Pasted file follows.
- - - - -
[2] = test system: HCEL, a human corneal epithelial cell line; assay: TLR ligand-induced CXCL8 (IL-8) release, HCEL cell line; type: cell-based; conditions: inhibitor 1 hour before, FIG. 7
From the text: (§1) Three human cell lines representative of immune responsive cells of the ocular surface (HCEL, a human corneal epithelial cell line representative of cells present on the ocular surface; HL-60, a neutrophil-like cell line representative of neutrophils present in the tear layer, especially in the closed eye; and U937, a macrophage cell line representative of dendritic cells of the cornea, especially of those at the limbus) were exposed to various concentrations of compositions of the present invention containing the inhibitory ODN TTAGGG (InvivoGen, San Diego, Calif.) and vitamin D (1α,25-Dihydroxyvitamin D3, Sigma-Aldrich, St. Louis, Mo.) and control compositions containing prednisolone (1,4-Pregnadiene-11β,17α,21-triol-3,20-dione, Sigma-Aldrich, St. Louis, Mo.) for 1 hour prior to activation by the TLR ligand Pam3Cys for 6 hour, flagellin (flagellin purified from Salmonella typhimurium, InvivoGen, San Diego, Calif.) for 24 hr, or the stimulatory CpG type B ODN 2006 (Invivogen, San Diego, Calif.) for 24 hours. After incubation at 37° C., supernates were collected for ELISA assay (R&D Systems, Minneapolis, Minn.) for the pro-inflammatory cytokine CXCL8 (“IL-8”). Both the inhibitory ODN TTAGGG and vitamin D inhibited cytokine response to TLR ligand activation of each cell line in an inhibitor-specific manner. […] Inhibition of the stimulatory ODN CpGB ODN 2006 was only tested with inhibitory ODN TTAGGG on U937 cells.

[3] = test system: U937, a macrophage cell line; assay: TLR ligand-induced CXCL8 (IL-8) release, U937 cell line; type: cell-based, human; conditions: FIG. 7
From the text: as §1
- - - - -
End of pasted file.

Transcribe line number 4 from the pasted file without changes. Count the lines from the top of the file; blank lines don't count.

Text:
From the text: as §1